Annual Report 2022-2023


Occupational Illness

OHCOW’s clinical work, large cluster investigations, and vulnerable worker lens, provide a unique perspective on a full circle occupational illness/disease prevention approach (primary, secondary and tertiary) and continue to provide leadership to Ontario’s Occupational Illness Prevention System Focus. 

Though the global pandemic has created continuing demands for the latest science and prevention tools in response to COVID-19, it has also fostered an unprecedented public awareness of Occupational Illness/Disease and the Hierarchy of Controls. This awareness can and must be leveraged to the longer latency priorities of the Occupational Illness Prevention Plan. 

Occ|tober 2022: Worker-Focused Science & Prevention Webinars

occtober webinarPreventing Occupational Illness/Disease is an Area of Focus in Ontario’s Prevention Works 5-year strategic plan. OHCOW leads the Occupational Illness Steering Committee (formerly the Occupational Disease Action Plan (ODAP)) aligning the efforts of the Occupational Health and Safety System and partners to reduce the incidence and burden of occupational illness/disease whether chronic/long latency or more acute/infectious.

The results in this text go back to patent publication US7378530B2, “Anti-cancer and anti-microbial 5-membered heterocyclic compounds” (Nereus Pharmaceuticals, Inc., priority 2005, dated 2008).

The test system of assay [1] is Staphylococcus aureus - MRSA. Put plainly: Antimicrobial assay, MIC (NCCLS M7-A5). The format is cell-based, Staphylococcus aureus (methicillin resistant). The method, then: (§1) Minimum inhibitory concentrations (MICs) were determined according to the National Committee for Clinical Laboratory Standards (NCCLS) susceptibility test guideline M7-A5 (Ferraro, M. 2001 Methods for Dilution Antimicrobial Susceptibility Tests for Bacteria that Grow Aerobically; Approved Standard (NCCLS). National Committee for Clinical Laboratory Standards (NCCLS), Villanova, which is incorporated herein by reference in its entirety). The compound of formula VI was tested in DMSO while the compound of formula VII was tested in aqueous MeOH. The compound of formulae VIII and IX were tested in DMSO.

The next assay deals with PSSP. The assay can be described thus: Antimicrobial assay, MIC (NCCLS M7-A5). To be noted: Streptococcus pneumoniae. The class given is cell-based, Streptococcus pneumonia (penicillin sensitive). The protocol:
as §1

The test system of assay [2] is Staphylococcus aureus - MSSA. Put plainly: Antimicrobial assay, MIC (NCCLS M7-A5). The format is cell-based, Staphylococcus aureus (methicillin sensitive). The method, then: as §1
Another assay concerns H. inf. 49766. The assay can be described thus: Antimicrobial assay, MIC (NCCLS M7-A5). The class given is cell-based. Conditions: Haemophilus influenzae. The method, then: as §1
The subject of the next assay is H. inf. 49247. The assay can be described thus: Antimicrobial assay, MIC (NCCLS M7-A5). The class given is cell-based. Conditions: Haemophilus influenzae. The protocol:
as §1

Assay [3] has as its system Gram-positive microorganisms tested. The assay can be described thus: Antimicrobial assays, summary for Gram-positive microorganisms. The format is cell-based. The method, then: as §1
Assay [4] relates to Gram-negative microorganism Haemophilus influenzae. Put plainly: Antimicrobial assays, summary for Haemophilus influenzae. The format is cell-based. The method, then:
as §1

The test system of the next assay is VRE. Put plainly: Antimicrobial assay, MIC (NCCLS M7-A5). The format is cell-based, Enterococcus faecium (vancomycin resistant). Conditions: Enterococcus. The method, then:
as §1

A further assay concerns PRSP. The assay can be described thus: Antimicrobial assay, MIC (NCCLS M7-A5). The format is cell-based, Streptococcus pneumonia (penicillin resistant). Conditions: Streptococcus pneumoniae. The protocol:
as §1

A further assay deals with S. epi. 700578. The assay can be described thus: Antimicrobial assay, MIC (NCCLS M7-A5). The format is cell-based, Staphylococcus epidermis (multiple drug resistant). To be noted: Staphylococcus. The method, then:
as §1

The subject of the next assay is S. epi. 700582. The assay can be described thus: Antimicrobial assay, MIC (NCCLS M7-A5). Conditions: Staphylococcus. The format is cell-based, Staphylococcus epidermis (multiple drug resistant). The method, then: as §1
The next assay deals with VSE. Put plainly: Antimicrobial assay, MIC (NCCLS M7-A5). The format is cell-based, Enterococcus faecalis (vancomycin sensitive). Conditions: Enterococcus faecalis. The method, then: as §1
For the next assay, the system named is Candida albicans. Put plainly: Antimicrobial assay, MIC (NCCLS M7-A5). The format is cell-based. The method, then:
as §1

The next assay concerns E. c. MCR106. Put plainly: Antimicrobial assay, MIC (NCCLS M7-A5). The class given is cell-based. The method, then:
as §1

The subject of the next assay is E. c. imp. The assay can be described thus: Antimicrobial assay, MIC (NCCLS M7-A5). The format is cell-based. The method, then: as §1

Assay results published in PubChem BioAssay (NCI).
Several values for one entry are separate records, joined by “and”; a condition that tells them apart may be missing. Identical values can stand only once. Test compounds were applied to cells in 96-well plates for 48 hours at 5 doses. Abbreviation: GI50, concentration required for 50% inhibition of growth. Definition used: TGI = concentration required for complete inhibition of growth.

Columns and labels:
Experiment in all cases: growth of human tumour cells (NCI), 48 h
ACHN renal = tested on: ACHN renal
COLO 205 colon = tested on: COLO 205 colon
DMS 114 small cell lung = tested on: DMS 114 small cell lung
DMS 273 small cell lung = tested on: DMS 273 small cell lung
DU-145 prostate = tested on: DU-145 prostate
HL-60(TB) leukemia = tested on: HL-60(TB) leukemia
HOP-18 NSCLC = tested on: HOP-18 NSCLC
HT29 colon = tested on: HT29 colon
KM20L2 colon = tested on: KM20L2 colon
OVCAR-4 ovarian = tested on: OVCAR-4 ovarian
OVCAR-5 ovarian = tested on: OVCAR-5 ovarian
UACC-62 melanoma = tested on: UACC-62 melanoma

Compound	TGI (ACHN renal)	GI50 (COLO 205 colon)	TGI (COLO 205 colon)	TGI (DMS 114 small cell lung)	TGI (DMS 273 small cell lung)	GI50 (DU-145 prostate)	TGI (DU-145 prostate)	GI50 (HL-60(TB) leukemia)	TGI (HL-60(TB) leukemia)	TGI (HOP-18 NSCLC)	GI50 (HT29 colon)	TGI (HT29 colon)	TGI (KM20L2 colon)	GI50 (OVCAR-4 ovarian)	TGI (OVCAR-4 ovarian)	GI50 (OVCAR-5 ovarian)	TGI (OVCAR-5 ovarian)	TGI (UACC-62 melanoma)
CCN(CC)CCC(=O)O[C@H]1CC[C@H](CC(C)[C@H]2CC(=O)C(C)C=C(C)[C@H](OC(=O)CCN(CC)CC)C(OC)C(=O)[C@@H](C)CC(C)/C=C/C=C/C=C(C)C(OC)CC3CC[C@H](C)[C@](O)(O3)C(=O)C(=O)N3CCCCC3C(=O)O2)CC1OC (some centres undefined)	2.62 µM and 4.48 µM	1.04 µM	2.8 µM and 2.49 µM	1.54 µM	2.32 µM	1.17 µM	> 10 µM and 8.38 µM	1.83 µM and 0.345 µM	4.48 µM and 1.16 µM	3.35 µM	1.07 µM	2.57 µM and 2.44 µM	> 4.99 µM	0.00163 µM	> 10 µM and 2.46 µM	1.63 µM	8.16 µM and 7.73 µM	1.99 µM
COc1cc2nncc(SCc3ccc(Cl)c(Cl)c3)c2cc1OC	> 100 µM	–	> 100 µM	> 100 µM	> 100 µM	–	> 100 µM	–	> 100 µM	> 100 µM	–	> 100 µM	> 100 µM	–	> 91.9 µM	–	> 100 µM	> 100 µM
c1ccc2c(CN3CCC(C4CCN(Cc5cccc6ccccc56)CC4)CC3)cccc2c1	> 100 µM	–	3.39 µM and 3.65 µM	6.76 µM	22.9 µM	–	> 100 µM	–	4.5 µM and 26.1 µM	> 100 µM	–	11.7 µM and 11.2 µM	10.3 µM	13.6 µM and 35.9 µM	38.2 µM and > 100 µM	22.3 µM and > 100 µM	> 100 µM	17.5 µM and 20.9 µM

The 2022 Occ/tober session Kickoff event was online October 27, and featured Chief Prevention Officer Dr. Joel Moody. He spoke about the Collective Impact of the Occupational Health & Safety System Partners efforts through the Occupational Illness Prevention Steering Committee (OISC) (formerly the Occupational Disease Action Plan -ODAP).  This includes bringing the Silica Control Tool to Ontario, the Occupational Disease Review, and the upcoming Healthy Worker in Healthy Education & Enforcement Initiatives.

As the sessions continued into November, topics included the Diesel Exhaust Exposure tool, and addressed other occupational exposures. Speakers include: MLITSD Program Leads (Industrial, Mining, Healthcare, Radiation) Cristina St. Pierre, Provincial Hygienist, William Roy, Director, Strategy and Integration, MLITSD, Kimberly O’Connell, Executive Director, OHCOW (Co-Chairs OISC).